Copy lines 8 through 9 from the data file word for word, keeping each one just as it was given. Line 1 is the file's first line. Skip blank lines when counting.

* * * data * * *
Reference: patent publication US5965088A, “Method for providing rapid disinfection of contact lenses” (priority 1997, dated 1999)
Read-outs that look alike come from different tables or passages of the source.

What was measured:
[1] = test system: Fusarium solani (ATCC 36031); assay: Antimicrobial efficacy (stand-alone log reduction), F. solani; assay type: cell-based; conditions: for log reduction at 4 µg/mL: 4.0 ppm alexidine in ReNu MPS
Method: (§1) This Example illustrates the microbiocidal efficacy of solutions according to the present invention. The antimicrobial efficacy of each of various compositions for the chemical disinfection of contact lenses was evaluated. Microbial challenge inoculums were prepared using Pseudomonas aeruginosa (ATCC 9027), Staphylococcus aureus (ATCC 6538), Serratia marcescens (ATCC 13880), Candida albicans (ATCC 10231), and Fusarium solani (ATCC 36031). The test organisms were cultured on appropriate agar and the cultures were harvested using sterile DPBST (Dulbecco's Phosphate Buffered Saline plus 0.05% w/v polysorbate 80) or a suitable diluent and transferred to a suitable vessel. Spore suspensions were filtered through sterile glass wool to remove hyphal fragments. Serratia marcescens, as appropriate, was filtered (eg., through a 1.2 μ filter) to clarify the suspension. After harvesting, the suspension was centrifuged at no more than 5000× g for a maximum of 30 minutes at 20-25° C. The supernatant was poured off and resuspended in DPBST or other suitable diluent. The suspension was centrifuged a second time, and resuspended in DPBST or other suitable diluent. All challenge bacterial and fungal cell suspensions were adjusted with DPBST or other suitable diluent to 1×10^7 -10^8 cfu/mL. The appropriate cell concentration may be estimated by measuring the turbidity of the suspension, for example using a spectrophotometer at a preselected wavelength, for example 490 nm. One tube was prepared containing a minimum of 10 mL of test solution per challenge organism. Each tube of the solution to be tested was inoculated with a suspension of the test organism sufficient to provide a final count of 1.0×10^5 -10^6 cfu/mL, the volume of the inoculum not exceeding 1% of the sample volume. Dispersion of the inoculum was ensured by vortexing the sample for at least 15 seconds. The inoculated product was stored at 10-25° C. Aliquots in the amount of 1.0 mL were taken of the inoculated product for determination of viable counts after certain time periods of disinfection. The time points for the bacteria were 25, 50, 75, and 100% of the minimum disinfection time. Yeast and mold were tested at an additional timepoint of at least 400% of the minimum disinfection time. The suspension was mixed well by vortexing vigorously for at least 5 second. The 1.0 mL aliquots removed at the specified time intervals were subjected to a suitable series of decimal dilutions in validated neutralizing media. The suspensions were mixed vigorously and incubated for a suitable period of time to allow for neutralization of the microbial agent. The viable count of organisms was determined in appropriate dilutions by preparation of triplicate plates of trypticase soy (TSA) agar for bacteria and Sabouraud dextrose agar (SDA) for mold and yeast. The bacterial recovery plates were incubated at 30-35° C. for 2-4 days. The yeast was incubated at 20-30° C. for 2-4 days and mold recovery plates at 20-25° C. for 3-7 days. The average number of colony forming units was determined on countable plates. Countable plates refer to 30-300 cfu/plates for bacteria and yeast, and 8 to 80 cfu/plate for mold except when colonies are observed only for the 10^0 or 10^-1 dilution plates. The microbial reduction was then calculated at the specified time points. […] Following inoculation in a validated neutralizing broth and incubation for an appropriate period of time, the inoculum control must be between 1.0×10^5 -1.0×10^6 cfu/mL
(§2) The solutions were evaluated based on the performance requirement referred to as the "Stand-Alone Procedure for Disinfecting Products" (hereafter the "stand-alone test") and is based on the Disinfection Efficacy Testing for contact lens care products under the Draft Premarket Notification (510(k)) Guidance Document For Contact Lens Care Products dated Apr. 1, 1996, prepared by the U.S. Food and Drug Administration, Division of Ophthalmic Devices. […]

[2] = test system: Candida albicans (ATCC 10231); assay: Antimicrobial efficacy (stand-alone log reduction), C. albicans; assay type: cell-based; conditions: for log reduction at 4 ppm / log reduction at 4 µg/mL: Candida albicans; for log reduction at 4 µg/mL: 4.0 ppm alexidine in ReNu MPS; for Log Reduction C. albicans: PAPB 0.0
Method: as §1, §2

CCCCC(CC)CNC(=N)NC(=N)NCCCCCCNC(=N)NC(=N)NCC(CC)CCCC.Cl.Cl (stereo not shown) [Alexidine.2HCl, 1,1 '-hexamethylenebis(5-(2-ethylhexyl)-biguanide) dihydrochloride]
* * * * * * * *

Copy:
Method: as §1, §2

CCCCC(CC)CNC(=N)NC(=N)NCCCCCCNC(=N)NC(=N)NCC(CC)CCCC.Cl.Cl (stereo not shown) [Alexidine.2HCl, 1,1 '-hexamethylenebis(5-(2-ethylhexyl)-biguanide) dihydrochloride]